Date Posted: Sep 23, 2018
Application Deadline: Open Until Filled
Postdoc - Research Scientist : Chromatin - DNA repair - nuclear dynamics (Chiolo Lab)
At the University of Southern California, Los Angeles, creativity and excellence are fundamental to our success. The University of Southern California is a major force in advancing biomedical research and science education in the U.S. and beyond.
The Chiolo Laboratory is seeking two creative, accomplished, and highly motivated postdoctoral scholars or research scientists for an NSF- and an NIH-funded research position. The timing is perfect to be involved in projects at the forefront of a new field of high relevance for human health. The Chiolo lab combines multi-disciplinary approaches to understanding the molecular mechanisms of heterochromatin repair and genome stability. Heterochromatin is mostly composed of highly repeated sequences prone to aberrant recombination. The unique mechanisms responsible for coordinating DNA repair in heterochromatin are just emerging, and these studies have major implications for our understanding of cancer etiology and aging. We combine sophisticated NGS sequencing and super resolution and live imaging approaches, with traditional cell biology, biochemical and genetic techniques, in mouse and Drosophila cells.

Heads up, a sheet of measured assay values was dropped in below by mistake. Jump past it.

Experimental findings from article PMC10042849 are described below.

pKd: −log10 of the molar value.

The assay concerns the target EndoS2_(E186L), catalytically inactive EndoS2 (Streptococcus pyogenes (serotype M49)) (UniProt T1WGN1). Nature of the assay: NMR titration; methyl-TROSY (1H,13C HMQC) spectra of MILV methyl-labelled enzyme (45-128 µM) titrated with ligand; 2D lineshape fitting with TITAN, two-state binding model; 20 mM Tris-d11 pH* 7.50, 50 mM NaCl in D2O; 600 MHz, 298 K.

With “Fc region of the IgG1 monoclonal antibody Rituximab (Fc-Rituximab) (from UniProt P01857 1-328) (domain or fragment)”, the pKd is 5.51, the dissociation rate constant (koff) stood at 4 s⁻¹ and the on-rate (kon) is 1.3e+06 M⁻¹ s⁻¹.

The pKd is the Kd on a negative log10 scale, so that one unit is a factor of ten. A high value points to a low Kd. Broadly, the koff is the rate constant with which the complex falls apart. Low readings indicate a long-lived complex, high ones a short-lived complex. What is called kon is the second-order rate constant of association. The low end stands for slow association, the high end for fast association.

Ideal candidates will have strong interest in the mechanisms of DNA repair and chromatin/chromosome dynamics, excellent publication record, enthusiasm for scientific research, creativity, a collaborative nature, and good communication skills. Individuals with expertise in chromatin immunoprecipitation (ChIP), NGS data analysis, and cell biology are particularly encouraged to apply.
To apply, please send a single PDF file that includes the following to Prof. Irene Chiolo (firstname.lastname@example.org), and include ‘postdoc application’ in the subject of the e-mail:
1. A cover letter that describes your research and career goals, and your expertise or experience related to DNA repair, nuclear structure and dynamics, or chromatin responses.
2. A curriculum vitae, including a publication list with a brief (2-3 sentence) description of your contributions to published work.
3. Names and contact information for 3-5 references.
More information about the lab can be found at: http://www-bcf.usc.edu/~chiolo
1) Caridi PC, D’Agostino C, Ryu T, Zapotoczny G, Delabaere L, Li X, Khodaverdian V, Amaral N, Lin E, Rau A, Chiolo I*. (2018) Nuclear F- actin and myosins drive relocalization of heterochromatic breaks. Nature. 559: 54–60.
2) Ryu T., Spatola B., Delabaere L., Bowlin K., Hopp H., Kunitake R., Karpen GH, Chiolo I* (2015) Heterochromatic breaks move to the nuclear periphery to continue recombinational repair. Nature Cell Biology. 17:1401-11.
3) Chiolo I*, Minoda A, Colmenares SU, Polyzos A, Costes SV, Karpen GH* (2011). Double-strand breaks in heterochromatin move outside a dynamic HP1a domain to complete recombinational repair. Cell 144:732-44.